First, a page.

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Story: Nov 04, 2014
New CIA building taking shape; set for December completion
September 28, 2009
Crews are working on updates in the McCullough Center that will improve energy efficiency for a greener CIA.
Renovation work continues at The Cleveland Institute of Art’s Joseph McCullough Center for the Visual Arts where crews are working on updates that will improve energy efficiency, allow us to better utilize existing space, and improve the building’s aesthetics. I am happy to report progress in three areas, all of which will help us gain LEED certification from the U.S. Green Building Council. LEED, for Leadership in Energy and Environmental Design, is a voluntary, national rating system for buildings designed, constructed and operated for improved environmental and human health performance.
We are in the process of replacing the drafty windows on the east (Food Co-op) side of the building with energy-efficient, double-pane, insulated windows that look beautiful and will help the Institute save money on the costs of both heating and cooling the building. As of this writing, we have replaced about a third of the windows on the east elevation. Windows on the building’s north (Euclid Avenue side) and south (back parking lot side) will be replaced next summer. The windows on the west side of the building will be replaced in conjunction with the construction of our new building immediately west of and fully interconnected with the McCullough building. Construction of that building will begin in 2011.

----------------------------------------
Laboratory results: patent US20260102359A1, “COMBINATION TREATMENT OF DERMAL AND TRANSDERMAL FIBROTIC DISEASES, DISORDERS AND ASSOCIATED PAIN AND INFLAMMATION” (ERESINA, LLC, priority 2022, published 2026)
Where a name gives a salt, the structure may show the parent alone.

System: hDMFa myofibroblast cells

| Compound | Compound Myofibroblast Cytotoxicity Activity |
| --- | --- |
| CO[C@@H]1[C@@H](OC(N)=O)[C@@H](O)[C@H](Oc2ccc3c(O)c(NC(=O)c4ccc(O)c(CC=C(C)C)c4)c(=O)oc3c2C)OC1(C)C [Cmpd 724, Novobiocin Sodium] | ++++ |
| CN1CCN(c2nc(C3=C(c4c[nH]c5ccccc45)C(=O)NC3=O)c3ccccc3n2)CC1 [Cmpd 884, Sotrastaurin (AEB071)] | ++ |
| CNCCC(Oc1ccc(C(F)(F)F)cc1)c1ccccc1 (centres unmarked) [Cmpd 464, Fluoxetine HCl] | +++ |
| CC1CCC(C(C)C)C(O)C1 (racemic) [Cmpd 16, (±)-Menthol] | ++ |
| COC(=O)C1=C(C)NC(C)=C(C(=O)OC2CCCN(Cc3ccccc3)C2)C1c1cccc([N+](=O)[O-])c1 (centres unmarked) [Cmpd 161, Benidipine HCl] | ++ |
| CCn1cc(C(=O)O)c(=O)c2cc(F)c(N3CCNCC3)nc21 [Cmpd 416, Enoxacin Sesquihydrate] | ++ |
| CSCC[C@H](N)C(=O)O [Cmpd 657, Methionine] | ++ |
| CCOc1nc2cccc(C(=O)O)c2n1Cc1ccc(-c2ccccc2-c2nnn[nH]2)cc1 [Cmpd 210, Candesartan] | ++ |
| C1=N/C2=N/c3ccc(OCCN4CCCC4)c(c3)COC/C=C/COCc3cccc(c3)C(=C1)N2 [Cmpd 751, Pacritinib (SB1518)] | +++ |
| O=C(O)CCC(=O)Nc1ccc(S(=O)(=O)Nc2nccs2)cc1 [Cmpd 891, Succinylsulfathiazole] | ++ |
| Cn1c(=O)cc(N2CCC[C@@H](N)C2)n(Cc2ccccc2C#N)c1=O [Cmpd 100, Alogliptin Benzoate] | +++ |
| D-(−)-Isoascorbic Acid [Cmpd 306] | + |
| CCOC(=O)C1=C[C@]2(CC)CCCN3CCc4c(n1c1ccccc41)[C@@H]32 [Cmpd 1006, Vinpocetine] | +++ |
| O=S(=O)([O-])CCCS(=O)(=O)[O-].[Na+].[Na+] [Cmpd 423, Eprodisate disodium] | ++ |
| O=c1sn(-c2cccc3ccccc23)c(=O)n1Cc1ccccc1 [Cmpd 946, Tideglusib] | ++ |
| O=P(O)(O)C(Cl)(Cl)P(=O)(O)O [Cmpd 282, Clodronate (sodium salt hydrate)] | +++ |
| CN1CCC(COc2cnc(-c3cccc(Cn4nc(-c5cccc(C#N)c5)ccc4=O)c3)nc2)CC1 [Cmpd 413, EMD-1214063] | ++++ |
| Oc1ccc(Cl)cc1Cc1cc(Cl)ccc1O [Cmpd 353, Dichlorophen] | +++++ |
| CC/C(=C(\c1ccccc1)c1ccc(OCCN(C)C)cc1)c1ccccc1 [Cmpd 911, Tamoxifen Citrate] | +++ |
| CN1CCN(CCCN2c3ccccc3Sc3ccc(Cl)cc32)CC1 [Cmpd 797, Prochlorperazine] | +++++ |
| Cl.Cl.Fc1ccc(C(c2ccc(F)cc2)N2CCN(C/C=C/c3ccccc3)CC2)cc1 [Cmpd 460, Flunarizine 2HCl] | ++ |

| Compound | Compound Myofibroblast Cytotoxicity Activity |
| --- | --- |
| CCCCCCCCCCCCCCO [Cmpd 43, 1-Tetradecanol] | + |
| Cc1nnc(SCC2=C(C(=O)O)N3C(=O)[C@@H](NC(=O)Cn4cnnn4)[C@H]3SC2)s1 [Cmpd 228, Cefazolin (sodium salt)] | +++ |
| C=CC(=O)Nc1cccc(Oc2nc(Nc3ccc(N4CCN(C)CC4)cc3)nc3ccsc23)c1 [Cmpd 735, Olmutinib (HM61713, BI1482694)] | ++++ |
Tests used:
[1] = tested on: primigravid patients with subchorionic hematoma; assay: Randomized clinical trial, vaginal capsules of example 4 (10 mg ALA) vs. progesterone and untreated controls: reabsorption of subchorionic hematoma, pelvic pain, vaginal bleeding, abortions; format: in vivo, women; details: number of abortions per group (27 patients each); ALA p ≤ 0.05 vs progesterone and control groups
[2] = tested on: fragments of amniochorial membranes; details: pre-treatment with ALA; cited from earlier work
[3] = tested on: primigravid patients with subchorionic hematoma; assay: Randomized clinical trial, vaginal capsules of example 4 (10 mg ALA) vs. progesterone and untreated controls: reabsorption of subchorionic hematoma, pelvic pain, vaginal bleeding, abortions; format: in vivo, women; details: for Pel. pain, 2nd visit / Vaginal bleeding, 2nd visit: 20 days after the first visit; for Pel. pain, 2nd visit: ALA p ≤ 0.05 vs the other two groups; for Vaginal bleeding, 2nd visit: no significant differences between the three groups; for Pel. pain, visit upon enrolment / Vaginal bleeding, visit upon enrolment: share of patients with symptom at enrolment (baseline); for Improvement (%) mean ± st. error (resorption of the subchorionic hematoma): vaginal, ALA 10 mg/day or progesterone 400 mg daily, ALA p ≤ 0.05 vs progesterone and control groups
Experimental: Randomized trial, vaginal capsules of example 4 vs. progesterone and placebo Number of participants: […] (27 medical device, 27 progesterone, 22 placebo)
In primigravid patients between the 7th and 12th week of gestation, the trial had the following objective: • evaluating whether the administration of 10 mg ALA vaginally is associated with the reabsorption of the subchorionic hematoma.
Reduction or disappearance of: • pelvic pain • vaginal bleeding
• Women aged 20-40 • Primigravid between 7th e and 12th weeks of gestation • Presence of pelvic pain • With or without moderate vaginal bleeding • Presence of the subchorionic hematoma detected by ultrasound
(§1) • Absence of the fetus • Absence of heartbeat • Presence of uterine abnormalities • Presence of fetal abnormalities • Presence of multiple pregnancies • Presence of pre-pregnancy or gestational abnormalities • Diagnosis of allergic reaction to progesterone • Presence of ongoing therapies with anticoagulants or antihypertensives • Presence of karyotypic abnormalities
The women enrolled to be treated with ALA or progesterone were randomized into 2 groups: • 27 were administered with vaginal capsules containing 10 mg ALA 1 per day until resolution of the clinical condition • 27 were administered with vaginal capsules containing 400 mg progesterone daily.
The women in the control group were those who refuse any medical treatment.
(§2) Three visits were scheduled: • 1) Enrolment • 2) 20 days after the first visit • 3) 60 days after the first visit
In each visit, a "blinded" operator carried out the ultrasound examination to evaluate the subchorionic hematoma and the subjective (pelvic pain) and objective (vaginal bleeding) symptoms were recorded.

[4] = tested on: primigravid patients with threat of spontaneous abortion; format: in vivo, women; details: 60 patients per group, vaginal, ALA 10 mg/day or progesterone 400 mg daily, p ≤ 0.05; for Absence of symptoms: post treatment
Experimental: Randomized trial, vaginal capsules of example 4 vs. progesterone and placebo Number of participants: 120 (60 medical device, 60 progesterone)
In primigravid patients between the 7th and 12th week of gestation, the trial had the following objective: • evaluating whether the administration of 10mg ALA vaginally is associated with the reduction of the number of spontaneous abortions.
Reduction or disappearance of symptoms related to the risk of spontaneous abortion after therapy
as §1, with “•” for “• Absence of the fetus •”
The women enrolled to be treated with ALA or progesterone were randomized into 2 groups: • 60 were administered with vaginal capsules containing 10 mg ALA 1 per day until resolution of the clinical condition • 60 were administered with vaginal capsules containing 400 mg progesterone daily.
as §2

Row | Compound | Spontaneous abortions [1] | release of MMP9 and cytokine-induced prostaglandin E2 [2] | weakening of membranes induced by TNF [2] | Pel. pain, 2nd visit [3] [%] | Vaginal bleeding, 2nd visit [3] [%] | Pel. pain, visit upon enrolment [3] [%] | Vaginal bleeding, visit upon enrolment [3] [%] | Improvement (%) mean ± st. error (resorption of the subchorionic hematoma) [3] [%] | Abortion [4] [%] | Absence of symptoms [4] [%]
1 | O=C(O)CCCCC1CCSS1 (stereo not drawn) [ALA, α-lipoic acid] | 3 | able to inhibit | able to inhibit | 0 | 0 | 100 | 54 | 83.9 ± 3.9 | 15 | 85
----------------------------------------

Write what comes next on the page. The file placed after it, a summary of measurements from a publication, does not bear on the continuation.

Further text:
Super-high-efficiency chillers have been installed and connected to provide chilled water for the new central air conditioning system in the McCullough building. This represents a tremendous advance in the comfort and usability of the building and should be good news to anyone who has been in the McCullough building in the warmer months!
Our new chillers won’t be much use if the heat from our glass furnaces is constantly warming the 4th floor. To prevent this, and make efficient cooling possible, we have installed an insulated glass wall that soars more than 20 feet high to the top of the 4th floor ceiling, to separate the glass hot shop from the adjacent space, which will ultimately house studio and instructional areas for the Glass and Ceramics departments. This wall represents a beautiful solution to an energy efficiency problem in that it contains the glass furnace heat within the hot shop, allowing us to efficiently cool the rest of the 4th floor, while allowing the sunlight to continue to shine through both sides of the divide.
—Courtesy of David Deming, President of The Cleveland Institute of Art
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